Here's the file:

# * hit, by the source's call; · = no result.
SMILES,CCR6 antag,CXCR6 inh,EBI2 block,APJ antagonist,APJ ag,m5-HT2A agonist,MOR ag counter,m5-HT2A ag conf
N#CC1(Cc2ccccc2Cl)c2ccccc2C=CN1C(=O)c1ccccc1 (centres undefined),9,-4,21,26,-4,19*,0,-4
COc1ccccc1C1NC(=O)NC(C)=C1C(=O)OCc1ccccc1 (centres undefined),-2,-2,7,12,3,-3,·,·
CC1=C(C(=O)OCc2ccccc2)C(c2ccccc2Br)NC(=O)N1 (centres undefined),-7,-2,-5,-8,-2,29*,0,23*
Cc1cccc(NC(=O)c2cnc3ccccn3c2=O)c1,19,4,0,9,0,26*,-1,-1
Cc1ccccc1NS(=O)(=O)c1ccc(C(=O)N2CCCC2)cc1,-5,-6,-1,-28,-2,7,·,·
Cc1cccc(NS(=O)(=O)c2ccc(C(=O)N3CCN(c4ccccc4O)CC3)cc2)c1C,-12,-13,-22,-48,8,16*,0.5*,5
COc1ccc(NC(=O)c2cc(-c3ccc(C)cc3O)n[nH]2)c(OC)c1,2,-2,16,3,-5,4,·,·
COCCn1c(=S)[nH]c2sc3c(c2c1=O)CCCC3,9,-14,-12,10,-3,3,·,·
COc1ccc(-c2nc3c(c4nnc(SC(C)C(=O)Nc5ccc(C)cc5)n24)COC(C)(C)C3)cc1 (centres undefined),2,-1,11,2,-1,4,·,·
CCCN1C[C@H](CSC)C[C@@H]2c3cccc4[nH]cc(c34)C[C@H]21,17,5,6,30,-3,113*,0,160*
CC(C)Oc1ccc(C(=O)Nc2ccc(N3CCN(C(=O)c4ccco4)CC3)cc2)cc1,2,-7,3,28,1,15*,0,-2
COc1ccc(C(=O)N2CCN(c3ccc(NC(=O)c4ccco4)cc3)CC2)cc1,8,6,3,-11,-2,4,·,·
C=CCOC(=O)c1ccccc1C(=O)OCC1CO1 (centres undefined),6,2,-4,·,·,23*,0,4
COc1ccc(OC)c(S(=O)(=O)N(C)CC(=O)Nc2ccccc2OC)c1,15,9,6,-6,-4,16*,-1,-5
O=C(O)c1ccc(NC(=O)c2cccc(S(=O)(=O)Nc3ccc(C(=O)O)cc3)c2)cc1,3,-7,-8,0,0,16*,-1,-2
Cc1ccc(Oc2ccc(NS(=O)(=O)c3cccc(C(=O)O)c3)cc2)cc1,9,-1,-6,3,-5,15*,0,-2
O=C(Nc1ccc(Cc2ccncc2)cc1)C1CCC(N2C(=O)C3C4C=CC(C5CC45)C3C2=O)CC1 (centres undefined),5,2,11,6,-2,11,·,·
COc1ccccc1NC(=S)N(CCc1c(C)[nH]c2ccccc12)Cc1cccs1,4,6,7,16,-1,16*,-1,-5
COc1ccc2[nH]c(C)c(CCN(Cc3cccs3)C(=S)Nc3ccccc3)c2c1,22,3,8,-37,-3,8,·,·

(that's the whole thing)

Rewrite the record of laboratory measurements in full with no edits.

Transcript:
# * hit, by the source's call; · = no result.
SMILES,CCR6 antag,CXCR6 inh,EBI2 block,APJ antagonist,APJ ag,m5-HT2A agonist,MOR ag counter,m5-HT2A ag conf
N#CC1(Cc2ccccc2Cl)c2ccccc2C=CN1C(=O)c1ccccc1 (centres undefined),9,-4,21,26,-4,19*,0,-4
COc1ccccc1C1NC(=O)NC(C)=C1C(=O)OCc1ccccc1 (centres undefined),-2,-2,7,12,3,-3,·,·
CC1=C(C(=O)OCc2ccccc2)C(c2ccccc2Br)NC(=O)N1 (centres undefined),-7,-2,-5,-8,-2,29*,0,23*
Cc1cccc(NC(=O)c2cnc3ccccn3c2=O)c1,19,4,0,9,0,26*,-1,-1
Cc1ccccc1NS(=O)(=O)c1ccc(C(=O)N2CCCC2)cc1,-5,-6,-1,-28,-2,7,·,·
Cc1cccc(NS(=O)(=O)c2ccc(C(=O)N3CCN(c4ccccc4O)CC3)cc2)c1C,-12,-13,-22,-48,8,16*,0.5*,5
COc1ccc(NC(=O)c2cc(-c3ccc(C)cc3O)n[nH]2)c(OC)c1,2,-2,16,3,-5,4,·,·
COCCn1c(=S)[nH]c2sc3c(c2c1=O)CCCC3,9,-14,-12,10,-3,3,·,·
COc1ccc(-c2nc3c(c4nnc(SC(C)C(=O)Nc5ccc(C)cc5)n24)COC(C)(C)C3)cc1 (centres undefined),2,-1,11,2,-1,4,·,·
CCCN1C[C@H](CSC)C[C@@H]2c3cccc4[nH]cc(c34)C[C@H]21,17,5,6,30,-3,113*,0,160*
CC(C)Oc1ccc(C(=O)Nc2ccc(N3CCN(C(=O)c4ccco4)CC3)cc2)cc1,2,-7,3,28,1,15*,0,-2
COc1ccc(C(=O)N2CCN(c3ccc(NC(=O)c4ccco4)cc3)CC2)cc1,8,6,3,-11,-2,4,·,·
C=CCOC(=O)c1ccccc1C(=O)OCC1CO1 (centres undefined),6,2,-4,·,·,23*,0,4
COc1ccc(OC)c(S(=O)(=O)N(C)CC(=O)Nc2ccccc2OC)c1,15,9,6,-6,-4,16*,-1,-5
O=C(O)c1ccc(NC(=O)c2cccc(S(=O)(=O)Nc3ccc(C(=O)O)cc3)c2)cc1,3,-7,-8,0,0,16*,-1,-2
Cc1ccc(Oc2ccc(NS(=O)(=O)c3cccc(C(=O)O)c3)cc2)cc1,9,-1,-6,3,-5,15*,0,-2
O=C(Nc1ccc(Cc2ccncc2)cc1)C1CCC(N2C(=O)C3C4C=CC(C5CC45)C3C2=O)CC1 (centres undefined),5,2,11,6,-2,11,·,·
COc1ccccc1NC(=S)N(CCc1c(C)[nH]c2ccccc12)Cc1cccs1,4,6,7,16,-1,16*,-1,-5
COc1ccc2[nH]c(C)c(CCN(Cc3cccs3)C(=S)Nc3ccccc3)c2c1,22,3,8,-37,-3,8,·,·